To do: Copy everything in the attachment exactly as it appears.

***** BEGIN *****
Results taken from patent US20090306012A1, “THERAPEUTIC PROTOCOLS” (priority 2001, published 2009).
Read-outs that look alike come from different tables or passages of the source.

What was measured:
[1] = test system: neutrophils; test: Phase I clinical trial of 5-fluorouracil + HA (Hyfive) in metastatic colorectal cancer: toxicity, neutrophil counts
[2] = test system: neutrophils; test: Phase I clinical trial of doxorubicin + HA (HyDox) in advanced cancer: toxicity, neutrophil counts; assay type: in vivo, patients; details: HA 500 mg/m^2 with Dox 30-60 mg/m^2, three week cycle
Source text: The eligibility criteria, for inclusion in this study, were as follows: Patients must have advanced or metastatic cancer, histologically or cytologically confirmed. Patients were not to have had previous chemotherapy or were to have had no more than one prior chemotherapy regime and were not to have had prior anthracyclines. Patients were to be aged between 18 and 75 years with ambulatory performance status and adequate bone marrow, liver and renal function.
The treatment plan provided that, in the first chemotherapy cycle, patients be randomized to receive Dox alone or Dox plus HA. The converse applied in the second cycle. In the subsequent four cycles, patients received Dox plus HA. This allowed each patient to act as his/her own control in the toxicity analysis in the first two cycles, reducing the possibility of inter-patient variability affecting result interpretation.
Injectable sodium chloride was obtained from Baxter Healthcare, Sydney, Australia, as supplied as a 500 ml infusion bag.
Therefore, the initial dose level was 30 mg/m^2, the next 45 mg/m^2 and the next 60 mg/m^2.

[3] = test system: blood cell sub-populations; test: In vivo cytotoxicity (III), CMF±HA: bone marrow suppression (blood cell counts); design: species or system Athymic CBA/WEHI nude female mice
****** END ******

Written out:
Results taken from patent US20090306012A1, “THERAPEUTIC PROTOCOLS” (priority 2001, published 2009).
Read-outs that look alike come from different tables or passages of the source.

What was measured:
[1] = test system: neutrophils; test: Phase I clinical trial of 5-fluorouracil + HA (Hyfive) in metastatic colorectal cancer: toxicity, neutrophil counts
[2] = test system: neutrophils; test: Phase I clinical trial of doxorubicin + HA (HyDox) in advanced cancer: toxicity, neutrophil counts; assay type: in vivo, patients; details: HA 500 mg/m^2 with Dox 30-60 mg/m^2, three week cycle
Source text: The eligibility criteria, for inclusion in this study, were as follows: Patients must have advanced or metastatic cancer, histologically or cytologically confirmed. Patients were not to have had previous chemotherapy or were to have had no more than one prior chemotherapy regime and were not to have had prior anthracyclines. Patients were to be aged between 18 and 75 years with ambulatory performance status and adequate bone marrow, liver and renal function.
The treatment plan provided that, in the first chemotherapy cycle, patients be randomized to receive Dox alone or Dox plus HA. The converse applied in the second cycle. In the subsequent four cycles, patients received Dox plus HA. This allowed each patient to act as his/her own control in the toxicity analysis in the first two cycles, reducing the possibility of inter-patient variability affecting result interpretation.
Injectable sodium chloride was obtained from Baxter Healthcare, Sydney, Australia, as supplied as a 500 ml infusion bag.
Therefore, the initial dose level was 30 mg/m^2, the next 45 mg/m^2 and the next 60 mg/m^2.

[3] = test system: blood cell sub-populations; test: In vivo cytotoxicity (III), CMF±HA: bone marrow suppression (blood cell counts); design: species or system Athymic CBA/WEHI nude female mice